Ok, I'll try to get that working then.
 
Sorry that I sent the mail to you directly instead of to the mailing list; I just hit the reply button to your message and it replied to you instead of to the mailing list. I'll bear that in mind for future mails.
 
Thanks for your help :)
 
Floris

 
On 9/13/06, Ernst Bachmann <e.bachmann@xebec.de> wrote:
On Wednesday 13 September 2006 16:10, you wrote:
> Hi,
>
> thanks for your quick reply. :)
>
> But I'm afraid I don't get much of what you said. I'll try to be as
> specific as possible in telling you what parts I don't understand.
>
> "Well, for one, the most homebrew receivers don't decode the 40kHz
> modulated signal, they use premade receiver modules (like the TSOP17xx
> series), which implement demodulation, Automatic Gain Control and
> conversion to TTL all in one chip.
>
> Therefore the resolution needed by the OS drivers is much lower, maybe in
> the
> range 1/1000th second."
> I am using this: http://www.geocities.com/SiliconValley/Lakes/7156/ , it
> also has a sender part, but I'm only using the receiver part.

> Then you say that they're using 'demodulation, AGC and TTL' , but I have no
> idea what these exactly mean, and therefore I also have no idea why the
> resolution needed by the drivers would be lower than the resolution in
> which the signals are transmitted.

The schematic available at the link above doesn't look like it will ever work
reliable with a TV remote or similar.
Its missing the demodulation part (much higher CPU requirements) and the AGC
part (no reception with sunlight through the window, CRT or TV near the
receiver, etc)

"demodulation" in this context means: instead of outputting pulses with 40kHz,
the TSOP17xx would output 5V for "40kHz signal detected" and 0V for "no
signal detected"

"AGC" means: the receiver module has an amplifier, and modifies its
sensitivity such that all the static noise is ignored, but the signal is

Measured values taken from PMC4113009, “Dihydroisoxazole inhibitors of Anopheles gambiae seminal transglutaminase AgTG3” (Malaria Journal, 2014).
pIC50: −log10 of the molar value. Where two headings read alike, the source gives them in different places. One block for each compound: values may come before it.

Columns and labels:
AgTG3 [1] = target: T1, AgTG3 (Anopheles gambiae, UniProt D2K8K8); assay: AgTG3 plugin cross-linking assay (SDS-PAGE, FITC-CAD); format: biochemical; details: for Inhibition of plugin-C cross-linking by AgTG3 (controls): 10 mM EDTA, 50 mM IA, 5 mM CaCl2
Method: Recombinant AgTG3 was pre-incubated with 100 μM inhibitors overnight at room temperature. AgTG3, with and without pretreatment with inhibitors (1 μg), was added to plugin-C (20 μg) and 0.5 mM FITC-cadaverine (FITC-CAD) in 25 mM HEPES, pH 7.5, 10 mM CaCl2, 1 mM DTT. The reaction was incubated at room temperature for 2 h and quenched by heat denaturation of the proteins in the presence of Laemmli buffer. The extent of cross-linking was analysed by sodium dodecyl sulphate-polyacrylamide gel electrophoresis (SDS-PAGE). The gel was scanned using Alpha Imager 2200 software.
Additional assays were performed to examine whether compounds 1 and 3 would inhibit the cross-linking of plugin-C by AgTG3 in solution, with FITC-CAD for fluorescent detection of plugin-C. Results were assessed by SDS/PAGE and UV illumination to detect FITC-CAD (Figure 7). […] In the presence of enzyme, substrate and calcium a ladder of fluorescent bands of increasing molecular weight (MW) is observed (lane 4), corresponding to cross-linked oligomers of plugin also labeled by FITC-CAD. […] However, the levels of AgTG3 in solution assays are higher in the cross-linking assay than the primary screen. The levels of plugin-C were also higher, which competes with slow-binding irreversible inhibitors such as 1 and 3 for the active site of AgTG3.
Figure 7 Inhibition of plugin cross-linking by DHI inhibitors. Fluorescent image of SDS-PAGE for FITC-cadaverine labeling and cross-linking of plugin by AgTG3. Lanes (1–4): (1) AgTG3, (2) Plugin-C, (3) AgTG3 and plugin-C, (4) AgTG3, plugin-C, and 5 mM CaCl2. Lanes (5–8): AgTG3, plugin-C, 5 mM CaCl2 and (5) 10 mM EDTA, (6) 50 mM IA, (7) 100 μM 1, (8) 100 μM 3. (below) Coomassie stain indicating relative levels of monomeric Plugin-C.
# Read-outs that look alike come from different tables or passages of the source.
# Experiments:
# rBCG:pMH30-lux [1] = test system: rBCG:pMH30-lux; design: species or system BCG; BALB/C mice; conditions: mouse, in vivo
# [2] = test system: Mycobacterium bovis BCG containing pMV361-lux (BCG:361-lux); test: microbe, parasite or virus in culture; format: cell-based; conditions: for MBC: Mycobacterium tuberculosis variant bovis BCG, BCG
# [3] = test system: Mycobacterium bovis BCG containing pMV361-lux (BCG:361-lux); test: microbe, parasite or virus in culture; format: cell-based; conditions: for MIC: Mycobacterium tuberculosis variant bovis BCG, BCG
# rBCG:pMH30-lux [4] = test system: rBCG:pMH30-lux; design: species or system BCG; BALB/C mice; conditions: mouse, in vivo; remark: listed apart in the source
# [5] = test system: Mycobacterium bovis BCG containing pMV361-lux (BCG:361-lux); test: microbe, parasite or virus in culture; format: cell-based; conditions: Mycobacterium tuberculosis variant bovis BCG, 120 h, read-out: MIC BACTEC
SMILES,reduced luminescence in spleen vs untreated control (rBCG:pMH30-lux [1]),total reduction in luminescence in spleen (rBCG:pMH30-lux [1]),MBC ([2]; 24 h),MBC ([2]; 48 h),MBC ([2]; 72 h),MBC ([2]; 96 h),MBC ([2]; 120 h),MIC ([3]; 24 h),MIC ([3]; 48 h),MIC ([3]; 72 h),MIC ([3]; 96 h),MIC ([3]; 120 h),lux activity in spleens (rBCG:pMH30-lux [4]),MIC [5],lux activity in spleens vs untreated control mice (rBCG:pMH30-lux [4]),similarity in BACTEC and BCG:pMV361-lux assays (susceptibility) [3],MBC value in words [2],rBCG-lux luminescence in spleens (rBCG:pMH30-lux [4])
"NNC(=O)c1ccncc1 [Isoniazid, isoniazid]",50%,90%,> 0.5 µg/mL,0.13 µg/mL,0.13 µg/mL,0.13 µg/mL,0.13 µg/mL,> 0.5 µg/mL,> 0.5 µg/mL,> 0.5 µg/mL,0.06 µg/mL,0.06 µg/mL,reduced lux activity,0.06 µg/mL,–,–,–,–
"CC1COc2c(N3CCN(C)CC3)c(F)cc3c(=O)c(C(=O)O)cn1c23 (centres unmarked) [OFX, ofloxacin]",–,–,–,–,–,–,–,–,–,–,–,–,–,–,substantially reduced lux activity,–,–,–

still amplified as much as possible. Hence you can receive at a much larger
distance, and it will even work near a window or CRT.


> "Then, the drivers use an IRQ Pin of the port, and have a (kernel mode)
> driver,
> doing the timing measurements in the interrupt service routine.
> (using polling to detect the falling edge)"
>
> How would I make such a driver? I ran into a few examples how to do this in
> C++ for a QNX real time system,
> http://psy.swansea.ac.uk/staff/Carter/QNX/tut_nto_parpoll.htm ,
> http://psy.swansea.ac.uk/staff/Carter/QNX/tut_nto_parintr.htm , and I can
> understand that code a bit, but not enough to convert that to a windows
> kind code.

No idea about windows driver development. Maybe start digging through the msdn
knowledge base, or look for some windows open-source project using a own
driver.

> "I'm not that familiar with the Windows driver model, but you'll probably
> also
> need a kernel mode driver there to deal with the tight timing requirements
> and to get access to the interrupts."
>
> Unfortunately, I am also not familiar with Windows driver model, or with
> any driver model in general, sorry. But again, how would I make such a
> driver then and how could I get access to the interrupts?

Again, sorry. Can't help you here.

> "If you want an easy solution, use a small microcontroller (TinyAVR, small
> PIC
> or the like), and do all the time critical stuff there, and just transfer
> the
> measured data over your port.
>
> Sure, you'll need to program a uC to do that, but compared with the work
> needed on your windows device driver, it still seems like the easier
> solution."
>
> What's an uC? And another more easier solution would be to just install
> Linux and use Lirc, but since I'm more doing this as a 'fun' project, I'd
> rather use Windows for it. And by making my own I also learn a lot more
> from it than when I just use a program.

uC is short for "microcontroller", the "u" part should acually read "".
But if you're just starting with electronics, using a C might be a bit tough
for the beginning.
Maybe look at the "homebrew parallel port receiver" on the lirc homepage, its
schematic looks a bit better, but would still require a quite time-critical
timer.


> Again, thanks for your help. I really appreciate it you are putting some of
> your time into helping me. But since I'm kinda new to hardware stuff, I
> need pretty detailed information before I really understand it, so I'm
> sorry I didn't understand everything in your mail.

No problem, but please send your replies to the mailing-list, not directly to
me. That way the next one with similar questions might find his answer in the
archives.

/Ernst